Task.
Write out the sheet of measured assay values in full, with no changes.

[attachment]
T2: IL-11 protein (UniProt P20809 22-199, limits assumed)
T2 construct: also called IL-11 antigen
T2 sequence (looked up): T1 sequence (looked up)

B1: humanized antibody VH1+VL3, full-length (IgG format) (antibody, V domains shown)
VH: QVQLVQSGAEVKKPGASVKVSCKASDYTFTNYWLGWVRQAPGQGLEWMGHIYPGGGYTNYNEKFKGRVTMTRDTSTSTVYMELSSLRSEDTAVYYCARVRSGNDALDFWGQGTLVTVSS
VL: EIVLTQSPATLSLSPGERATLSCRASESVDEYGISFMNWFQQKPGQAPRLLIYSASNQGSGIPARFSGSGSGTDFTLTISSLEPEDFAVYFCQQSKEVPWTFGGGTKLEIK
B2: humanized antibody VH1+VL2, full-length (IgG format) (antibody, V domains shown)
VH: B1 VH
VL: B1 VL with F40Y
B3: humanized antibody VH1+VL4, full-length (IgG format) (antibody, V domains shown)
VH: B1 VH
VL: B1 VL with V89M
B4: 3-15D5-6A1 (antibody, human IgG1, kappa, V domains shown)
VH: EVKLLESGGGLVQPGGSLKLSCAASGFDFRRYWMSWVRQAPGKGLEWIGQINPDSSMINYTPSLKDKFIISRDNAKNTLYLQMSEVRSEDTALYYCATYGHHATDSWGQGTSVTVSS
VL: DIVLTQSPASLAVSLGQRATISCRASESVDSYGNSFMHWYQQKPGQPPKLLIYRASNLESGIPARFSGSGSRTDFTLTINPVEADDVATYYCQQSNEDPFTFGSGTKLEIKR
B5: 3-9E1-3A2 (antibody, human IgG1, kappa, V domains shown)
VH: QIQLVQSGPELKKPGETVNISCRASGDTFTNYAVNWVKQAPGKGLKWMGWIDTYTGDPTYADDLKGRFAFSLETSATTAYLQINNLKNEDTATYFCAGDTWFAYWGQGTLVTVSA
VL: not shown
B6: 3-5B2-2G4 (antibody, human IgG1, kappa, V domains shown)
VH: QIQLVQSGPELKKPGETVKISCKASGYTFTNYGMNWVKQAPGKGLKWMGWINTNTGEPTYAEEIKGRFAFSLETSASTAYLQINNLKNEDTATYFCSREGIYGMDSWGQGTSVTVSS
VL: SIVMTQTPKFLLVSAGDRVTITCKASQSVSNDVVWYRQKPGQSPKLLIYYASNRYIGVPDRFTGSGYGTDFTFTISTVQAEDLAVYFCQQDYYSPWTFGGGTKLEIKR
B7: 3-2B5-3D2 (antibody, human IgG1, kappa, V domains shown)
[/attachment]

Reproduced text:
T2: IL-11 protein (UniProt P20809 22-199, limits assumed)
T2 construct: also called IL-11 antigen
T2 sequence (looked up): T1 sequence (looked up)

B1: humanized antibody VH1+VL3, full-length (IgG format) (antibody, V domains shown)
VH: QVQLVQSGAEVKKPGASVKVSCKASDYTFTNYWLGWVRQAPGQGLEWMGHIYPGGGYTNYNEKFKGRVTMTRDTSTSTVYMELSSLRSEDTAVYYCARVRSGNDALDFWGQGTLVTVSS
VL: EIVLTQSPATLSLSPGERATLSCRASESVDEYGISFMNWFQQKPGQAPRLLIYSASNQGSGIPARFSGSGSGTDFTLTISSLEPEDFAVYFCQQSKEVPWTFGGGTKLEIK
B2: humanized antibody VH1+VL2, full-length (IgG format) (antibody, V domains shown)
VH: B1 VH
VL: B1 VL with F40Y
B3: humanized antibody VH1+VL4, full-length (IgG format) (antibody, V domains shown)
VH: B1 VH
VL: B1 VL with V89M
B4: 3-15D5-6A1 (antibody, human IgG1, kappa, V domains shown)
VH: EVKLLESGGGLVQPGGSLKLSCAASGFDFRRYWMSWVRQAPGKGLEWIGQINPDSSMINYTPSLKDKFIISRDNAKNTLYLQMSEVRSEDTALYYCATYGHHATDSWGQGTSVTVSS
VL: DIVLTQSPASLAVSLGQRATISCRASESVDSYGNSFMHWYQQKPGQPPKLLIYRASNLESGIPARFSGSGSRTDFTLTINPVEADDVATYYCQQSNEDPFTFGSGTKLEIKR
B5: 3-9E1-3A2 (antibody, human IgG1, kappa, V domains shown)
VH: QIQLVQSGPELKKPGETVNISCRASGDTFTNYAVNWVKQAPGKGLKWMGWIDTYTGDPTYADDLKGRFAFSLETSATTAYLQINNLKNEDTATYFCAGDTWFAYWGQGTLVTVSA
VL: not shown
B6: 3-5B2-2G4 (antibody, human IgG1, kappa, V domains shown)
VH: QIQLVQSGPELKKPGETVKISCKASGYTFTNYGMNWVKQAPGKGLKWMGWINTNTGEPTYAEEIKGRFAFSLETSASTAYLQINNLKNEDTATYFCSREGIYGMDSWGQGTSVTVSS
VL: SIVMTQTPKFLLVSAGDRVTITCKASQSVSNDVVWYRQKPGQSPKLLIYYASNRYIGVPDRFTGSGYGTDFTFTISTVQAEDLAVYFCQQDYYSPWTFGGGTKLEIKR
B7: 3-2B5-3D2 (antibody, human IgG1, kappa, V domains shown)